I’ve been a bit under the weather recently, coughing and wheezing with the usual late-summer cold I inherit at the end of every planes-and-hotels-and-convention-centers season. Such being the case, I decided to forgo the gym and instead take a walk through the neighborhood. The air outside would do me good, I figured, and it had been a while since I went anywhere for the sake of the trip as opposed to the destination (even if the trip was only half an hour in length).
I like Atlanta. It’s a beautiful city and I’m utterly enamored of my neighborhood. It has an undeniable veneer of yuppie douche, but that’s thankfully localized and there’s enough to be a part of that eclipses that aspect.
I walked past the fountains at the hotel, where the mist and water made the air cooler — barely perceptible, but a degree or two nonetheless, which is all the more noticeable after our mild summer and into this breezy early fall.
I walked past the courtyarded buildings in the Tuscan style and that of El Escorial, where the greenery breathed back at me.
I walked past the changing lane of intown restaurants built in renovated houses, smelling everything among them (cucumber salad, dill, fresh fish, olive oil, rosemary, table wine).
I walked past a midrise where I went to a party years ago before a concert. I made some interesting friends there, most of whom were regrettably transitory.
I walked past the high-rise where I’ve had drinks on the roof and shared a jacket with someone special because it was so cold outside.
I walked past the hotel where a quartet of hospitality folk were playing cards at an impromptu table in the service garage. Not a bunch of salty dudes, either, but a pair of men and women, each of whom looked distinctly not like the kind of person who’d be playing poker in a parking lot just after the dinner hour.
I walked past the terrace where I loaned Evander Holyfield fifty bucks and met a mediocre Cindy Crawford. The erstwhile champ never paid me back.
I walked past the Fabulous Fox Theatre, currently hosting (ugh) The Phantom of the Opera. I don’t hold that against it, though, as the place is dazzling even if its offerings aren’t always.
I walked past the little Italian bistro with the city’s most striking staff.
Guiltily, I walked past St. Mark and the Church of the Redeemer, hoping that I could sneak past with my truancy unnoticed. Maybe someday again, when I have a weekend that I don’t have to work.
I walked past Bulthaup, vowing to resume cooking for the joy of it, oh, and to build a kitchen like that.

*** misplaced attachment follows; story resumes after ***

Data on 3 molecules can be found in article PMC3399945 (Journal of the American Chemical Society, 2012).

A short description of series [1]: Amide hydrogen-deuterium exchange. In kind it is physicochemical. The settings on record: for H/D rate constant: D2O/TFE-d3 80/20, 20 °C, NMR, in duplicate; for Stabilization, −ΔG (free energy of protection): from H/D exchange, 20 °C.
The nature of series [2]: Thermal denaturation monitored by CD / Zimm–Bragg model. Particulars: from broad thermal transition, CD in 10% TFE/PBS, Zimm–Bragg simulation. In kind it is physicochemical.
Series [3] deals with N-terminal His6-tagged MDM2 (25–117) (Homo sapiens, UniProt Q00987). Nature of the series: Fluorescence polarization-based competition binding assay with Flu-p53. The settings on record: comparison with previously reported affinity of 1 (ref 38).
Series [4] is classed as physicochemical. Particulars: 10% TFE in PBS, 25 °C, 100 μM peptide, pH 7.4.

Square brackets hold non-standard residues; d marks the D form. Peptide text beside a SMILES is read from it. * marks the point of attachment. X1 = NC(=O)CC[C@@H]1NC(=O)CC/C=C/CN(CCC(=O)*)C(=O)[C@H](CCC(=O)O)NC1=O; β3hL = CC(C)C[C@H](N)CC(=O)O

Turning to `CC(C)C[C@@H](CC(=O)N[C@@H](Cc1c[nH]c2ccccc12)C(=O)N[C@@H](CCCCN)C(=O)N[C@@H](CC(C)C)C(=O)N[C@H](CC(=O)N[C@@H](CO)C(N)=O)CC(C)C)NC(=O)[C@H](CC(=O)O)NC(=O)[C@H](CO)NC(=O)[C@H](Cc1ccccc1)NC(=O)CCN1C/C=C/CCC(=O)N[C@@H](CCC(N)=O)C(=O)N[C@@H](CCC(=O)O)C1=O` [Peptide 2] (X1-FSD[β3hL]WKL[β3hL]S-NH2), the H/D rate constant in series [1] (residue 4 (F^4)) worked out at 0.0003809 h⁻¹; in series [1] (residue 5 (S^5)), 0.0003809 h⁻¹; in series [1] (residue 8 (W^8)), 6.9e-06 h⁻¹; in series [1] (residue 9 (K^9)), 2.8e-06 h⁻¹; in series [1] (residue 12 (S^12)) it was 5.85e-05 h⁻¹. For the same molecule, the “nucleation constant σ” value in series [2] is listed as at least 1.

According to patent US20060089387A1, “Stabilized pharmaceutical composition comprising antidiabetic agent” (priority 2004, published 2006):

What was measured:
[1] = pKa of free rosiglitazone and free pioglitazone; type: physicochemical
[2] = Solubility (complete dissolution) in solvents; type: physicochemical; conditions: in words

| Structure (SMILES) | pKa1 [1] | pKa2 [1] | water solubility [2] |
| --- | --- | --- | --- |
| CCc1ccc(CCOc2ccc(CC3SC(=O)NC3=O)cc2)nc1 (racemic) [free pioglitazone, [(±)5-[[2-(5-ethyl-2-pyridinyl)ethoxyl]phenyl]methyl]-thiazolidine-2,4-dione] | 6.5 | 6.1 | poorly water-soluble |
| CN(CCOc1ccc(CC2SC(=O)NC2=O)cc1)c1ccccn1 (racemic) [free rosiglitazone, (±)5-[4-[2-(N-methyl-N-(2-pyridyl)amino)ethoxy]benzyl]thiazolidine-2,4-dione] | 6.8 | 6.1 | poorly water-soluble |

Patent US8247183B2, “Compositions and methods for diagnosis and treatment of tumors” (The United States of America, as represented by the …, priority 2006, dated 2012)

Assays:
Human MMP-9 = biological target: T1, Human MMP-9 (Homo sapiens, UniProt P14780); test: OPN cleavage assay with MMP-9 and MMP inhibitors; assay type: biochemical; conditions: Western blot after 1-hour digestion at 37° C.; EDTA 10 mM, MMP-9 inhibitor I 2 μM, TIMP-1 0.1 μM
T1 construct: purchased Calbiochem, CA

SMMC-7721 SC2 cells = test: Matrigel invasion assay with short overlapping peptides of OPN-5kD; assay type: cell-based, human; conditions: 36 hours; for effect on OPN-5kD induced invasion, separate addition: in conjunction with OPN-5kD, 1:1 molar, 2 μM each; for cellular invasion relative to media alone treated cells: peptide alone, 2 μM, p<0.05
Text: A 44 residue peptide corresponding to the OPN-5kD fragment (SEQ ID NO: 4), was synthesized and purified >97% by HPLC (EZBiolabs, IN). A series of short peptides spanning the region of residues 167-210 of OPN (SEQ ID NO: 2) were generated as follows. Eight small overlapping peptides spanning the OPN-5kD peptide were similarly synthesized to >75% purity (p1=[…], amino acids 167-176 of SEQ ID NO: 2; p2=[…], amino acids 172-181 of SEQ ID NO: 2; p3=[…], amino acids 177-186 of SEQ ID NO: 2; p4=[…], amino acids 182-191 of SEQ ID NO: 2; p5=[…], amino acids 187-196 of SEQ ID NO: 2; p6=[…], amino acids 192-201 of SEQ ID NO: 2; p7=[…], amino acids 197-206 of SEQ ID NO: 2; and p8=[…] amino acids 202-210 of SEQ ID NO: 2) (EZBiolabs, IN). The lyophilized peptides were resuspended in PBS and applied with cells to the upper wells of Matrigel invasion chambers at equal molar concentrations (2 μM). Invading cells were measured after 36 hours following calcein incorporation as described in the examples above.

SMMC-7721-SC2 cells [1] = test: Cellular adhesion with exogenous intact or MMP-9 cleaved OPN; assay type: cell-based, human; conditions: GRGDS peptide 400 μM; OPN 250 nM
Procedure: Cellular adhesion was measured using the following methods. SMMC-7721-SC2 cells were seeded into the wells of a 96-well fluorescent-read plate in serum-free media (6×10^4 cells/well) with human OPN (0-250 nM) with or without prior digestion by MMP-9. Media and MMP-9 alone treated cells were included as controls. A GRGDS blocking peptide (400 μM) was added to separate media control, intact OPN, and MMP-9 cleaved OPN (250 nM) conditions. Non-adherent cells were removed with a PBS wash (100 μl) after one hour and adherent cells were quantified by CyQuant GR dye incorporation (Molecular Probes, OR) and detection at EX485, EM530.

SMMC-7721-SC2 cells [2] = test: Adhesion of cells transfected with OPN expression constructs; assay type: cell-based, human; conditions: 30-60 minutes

I miss so much of this, even though I’m right here among it. I never see it. I go to work, I come home, I read until I fall asleep. Days don’t matter. I never taste the food anymore. I don’t hear the hymns. I need life back. What I’m doing isn’t living.
That’s a maudlin sentiment, and of course I’m overstating. I’m as much to blame as any outside influence. I spent last Friday after work drinking myself blind, pitied by my Dutch girlfriend and pulling over at the side of the road to vomit so I could make the rest of the trip home. I didn’t walk my neighborhood last Friday, even though I might have made the time.
It’s odd that life becomes a series of rote maneuvers unless you actually change what you’re doing of your own accord. I’ve made my own routine and I keep to it. Occasionally, it pays off — I’ve read more in the past few months than I have in years and I just finished a television miniseries that really ignited the creative urge in me. (Bully for me, I’ve even progressed a bit on my outside fiction work. Not much, but any progress at all is better than no progress and another pointless hangover.) On the other hand, I’ve let things pass me by that… well, that I shouldn’t. I have a few bits of correspondence laying fallow, friends who seem to be growing distant, and other things I should be happy for that pass me by as I remain locked in my stasis. My brother got married this past weekend and where was I? In a conference room, then at DragonCon — DragonCon — and then throwing up on my shoes while those Dutch dimples frowned disapprovingly.
I need to be two places at once. I need a low-impact methamphetamine substitute so I don’t have to sleep but it doesn’t wreck me. I need time to myself and time with everyone else and the wisdom to realize that nothing happens but what you make of it.
Unfortunately, all of that stuff I want is made up. Like my Dutch girlfriend.